So I haven’t read a non-fiction, non-parenting book in years. Actual years. (Which makes me feel a little sheepish for the grief I give people who don’t read a single novel in a year, or the scorn I (privately?) feel for those who shrug novels off as ‘just made up’. Not sheepish enough to change my view, obviously, as these non-novel people are clearly Bad). But I kept seeing Katherine Boo’s Behind the Beautiful Forevers: Life, Death and Hope in a Mumbai Undercity on best-of lists, and, more promisingly, described as ‘novelistic.’ So off I went and read it.
And it is very much worth your non-novel reading time. I’d agree with the ‘novelistic’ description, in that it follows a closed set of characters in the smallish Mumbai slum of Annawadi, located next to the Mumbai airport. The book finds a plot around which to explore these characters in the suicide of one of the neighbourhood women, Fatima ‘One Leg’ and the subsequent arrest and trial of three members of the Husain family for murder because of her suicide.
Attached, coral-like (or what I imagine coral to be like – something like hooked to the main story, but spreading, fully-formed and beautiful in their own directions) are stories of the neighbours: the aspiring slum-lord, Asha; Asha’s daughter, the first college educated woman of the slum, Manju; the Husain parents; Kalu, Sunil, Sanjay and Sonu, garbage pickers or thieves,; and Meena, the first woman born in Annawadi.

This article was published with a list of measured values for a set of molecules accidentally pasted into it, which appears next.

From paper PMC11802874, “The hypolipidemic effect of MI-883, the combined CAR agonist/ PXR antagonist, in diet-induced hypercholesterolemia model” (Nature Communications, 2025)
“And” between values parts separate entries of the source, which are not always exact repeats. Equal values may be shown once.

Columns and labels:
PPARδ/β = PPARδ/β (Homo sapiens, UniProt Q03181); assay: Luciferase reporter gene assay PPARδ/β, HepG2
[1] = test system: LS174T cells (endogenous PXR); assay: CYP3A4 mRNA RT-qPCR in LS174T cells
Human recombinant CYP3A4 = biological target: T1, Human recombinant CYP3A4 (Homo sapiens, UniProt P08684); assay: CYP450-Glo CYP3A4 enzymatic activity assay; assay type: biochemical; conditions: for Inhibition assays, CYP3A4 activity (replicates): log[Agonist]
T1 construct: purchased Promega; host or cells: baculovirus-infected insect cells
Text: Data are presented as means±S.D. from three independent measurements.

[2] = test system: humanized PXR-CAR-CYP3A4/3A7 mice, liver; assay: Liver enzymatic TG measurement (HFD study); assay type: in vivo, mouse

While the individual people (I suppose I ought not call them ‘characters’) have unique and specific stories, taken together the novel offers a sharp critique of the way inequality and corruption is structured into Indian (and every) society. Through the experiences of these individual stories we witnesses the injustice of the legal system, education, politics, business and health care. In one of the most pointed and non-fiction-est points of the book, toward the end, Bo writes:
“Powerless individuals blamed other powerless individuals for what they lacked. Sometimes they tried to destroy one another. Sometimes, like Fatima, they destroyed themselves in the process. When they were fortunate, like Asha, they improved their lots by beggaring the life chances of other poor people. What was unfolding in Mumbai was unfolding elsewhere, too. In the age of global market capitalism, hopes and grievances were narrowly conceived, which blunted a sense of common predicament. Poor people didn’t unite; they competed ferociously amongst themselves for gains as slender as hey were provisional. And this undercity strife created only the faintest ripple in the fabric of the society at large. The gates of the rich, occasionally rattled, remained unbreached.” (237)
I’m not sure I needed this expository conclusion, as the work of the book through the compelling presentation of the individual lives presented this argument in a less didactic and entirely absorbing way. That said, if you wanted a precise of what the book is ‘about,’ that paragraph gives you a solid start. So… enjoy?